pointed towards Ringgold, and the instant after, the Without opposing a word, I hastened after the report rang over the camp. The shrill Ca-ha-queené chief, who walked rapidly towards the nearest edge of pealed from his lips as the planter's horse sprang the woods.

forward with an empty saddle, and the rider himself He entered the timber, but went no further. When was seen struggling upon the grass. fairly under cover of the thick foliage, he stopped, His followers uttered a terrified cry; and with fear turned round, and stood facing towards the spot we and astonishment depicted in their looks, galloped had left.

back into the bushes-without even waiting to exObedient to a sign, I imitated his example.

change a word with their wounded leader, or a shot with the man who had wounded him.

*My aim has not been true,' said Oceola, with singular coolness; "he still lives. I have received

much wrong from him and hisoay, very much I had not the slightest idea of the chief's intention, wrong-or I might spare his wretched life. But no; or what was the nature of the spectacle I had been my vow must be kept; he must die!' promised.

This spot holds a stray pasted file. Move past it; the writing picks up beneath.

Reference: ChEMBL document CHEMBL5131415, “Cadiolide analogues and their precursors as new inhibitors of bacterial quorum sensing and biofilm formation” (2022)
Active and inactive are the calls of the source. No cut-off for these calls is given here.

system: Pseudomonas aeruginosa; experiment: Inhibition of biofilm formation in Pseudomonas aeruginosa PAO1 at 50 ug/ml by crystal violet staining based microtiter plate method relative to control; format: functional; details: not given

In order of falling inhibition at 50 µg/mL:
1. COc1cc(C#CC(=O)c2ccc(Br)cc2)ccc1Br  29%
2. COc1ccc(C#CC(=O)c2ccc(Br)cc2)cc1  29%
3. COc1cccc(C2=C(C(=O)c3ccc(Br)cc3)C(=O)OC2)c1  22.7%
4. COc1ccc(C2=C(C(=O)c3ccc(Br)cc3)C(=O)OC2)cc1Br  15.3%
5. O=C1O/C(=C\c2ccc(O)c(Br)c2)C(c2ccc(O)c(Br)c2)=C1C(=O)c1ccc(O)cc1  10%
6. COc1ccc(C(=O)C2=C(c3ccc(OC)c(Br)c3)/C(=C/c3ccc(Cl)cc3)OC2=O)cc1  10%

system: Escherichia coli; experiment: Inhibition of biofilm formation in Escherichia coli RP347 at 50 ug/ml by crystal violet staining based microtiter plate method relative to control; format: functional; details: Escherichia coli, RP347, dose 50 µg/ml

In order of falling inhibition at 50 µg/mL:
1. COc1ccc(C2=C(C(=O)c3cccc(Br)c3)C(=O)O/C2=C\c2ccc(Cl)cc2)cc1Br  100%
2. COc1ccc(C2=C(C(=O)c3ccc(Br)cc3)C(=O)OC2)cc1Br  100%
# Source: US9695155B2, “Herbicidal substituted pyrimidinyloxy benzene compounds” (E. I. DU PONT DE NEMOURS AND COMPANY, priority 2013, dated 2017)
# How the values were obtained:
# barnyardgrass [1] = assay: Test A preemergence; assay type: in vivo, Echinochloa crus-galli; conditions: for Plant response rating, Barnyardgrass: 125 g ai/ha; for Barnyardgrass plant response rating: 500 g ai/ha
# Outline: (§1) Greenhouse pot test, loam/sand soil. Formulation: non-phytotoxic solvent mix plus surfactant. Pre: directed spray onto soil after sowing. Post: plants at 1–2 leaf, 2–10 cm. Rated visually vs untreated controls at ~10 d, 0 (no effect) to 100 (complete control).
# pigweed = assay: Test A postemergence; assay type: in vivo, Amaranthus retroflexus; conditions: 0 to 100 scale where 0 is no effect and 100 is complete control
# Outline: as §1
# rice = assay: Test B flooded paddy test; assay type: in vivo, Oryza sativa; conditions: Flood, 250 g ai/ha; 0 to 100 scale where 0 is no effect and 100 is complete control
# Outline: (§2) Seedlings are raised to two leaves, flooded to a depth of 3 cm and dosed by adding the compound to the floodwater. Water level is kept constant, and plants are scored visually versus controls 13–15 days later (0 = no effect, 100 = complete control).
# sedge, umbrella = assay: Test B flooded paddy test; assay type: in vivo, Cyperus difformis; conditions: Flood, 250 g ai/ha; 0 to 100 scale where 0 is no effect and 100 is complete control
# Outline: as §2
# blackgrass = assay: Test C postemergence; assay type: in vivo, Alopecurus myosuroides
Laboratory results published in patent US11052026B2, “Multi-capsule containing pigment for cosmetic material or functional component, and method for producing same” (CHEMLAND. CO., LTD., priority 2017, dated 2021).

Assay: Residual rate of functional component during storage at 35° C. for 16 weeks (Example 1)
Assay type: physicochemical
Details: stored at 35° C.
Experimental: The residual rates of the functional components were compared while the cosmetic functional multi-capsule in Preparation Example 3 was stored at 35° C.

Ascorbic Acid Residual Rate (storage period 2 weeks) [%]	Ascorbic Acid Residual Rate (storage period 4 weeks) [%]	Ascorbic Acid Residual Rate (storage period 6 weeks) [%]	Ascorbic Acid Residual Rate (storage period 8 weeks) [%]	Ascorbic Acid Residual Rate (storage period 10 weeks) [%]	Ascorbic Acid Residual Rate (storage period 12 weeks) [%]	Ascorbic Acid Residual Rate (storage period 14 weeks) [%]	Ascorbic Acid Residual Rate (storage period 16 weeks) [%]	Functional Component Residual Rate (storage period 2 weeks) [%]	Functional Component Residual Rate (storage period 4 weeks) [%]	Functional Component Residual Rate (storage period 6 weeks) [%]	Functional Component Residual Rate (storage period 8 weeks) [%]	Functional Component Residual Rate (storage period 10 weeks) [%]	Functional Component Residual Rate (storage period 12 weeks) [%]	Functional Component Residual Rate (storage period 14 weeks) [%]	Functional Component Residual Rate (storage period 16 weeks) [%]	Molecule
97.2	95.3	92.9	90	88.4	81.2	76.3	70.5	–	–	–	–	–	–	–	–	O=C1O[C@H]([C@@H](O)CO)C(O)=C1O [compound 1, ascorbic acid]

As he said this, he rushed after Ringgold, who had Somewhat impatient, I questioned him.

regained his feet, and was making towards the bushes, “A new way of winning a mistress,' said he with a as if with a hope of escape. smile.

A wild scream came from the terrificd wretch as But who is the lover? who to be the mistress ?' he saw the avenger at his heels. It was the last

* Patience, Randolph, and you shall see. Oh, it is time that voice was ever heard. a rare experiment, a most cunning farce, and would In a few bounds, Oceola was by his side—the long be laughable, were it not for the tragedy that accom- blade glittered for an instant in the air; and the panies it. You shall see. But for a faithful friend, I downward blow was given so rapidly, that the stroke should not have known of it, and would not have been could scarcely be perceived. here to witness it. For my presence and your life, as The blow was instantaneously fatal. The knees of it now appears—more still, perhaps—the honour of the wounded man suddenly bent beneath him, and he your sister-you are indebted to Haj-Ewa.'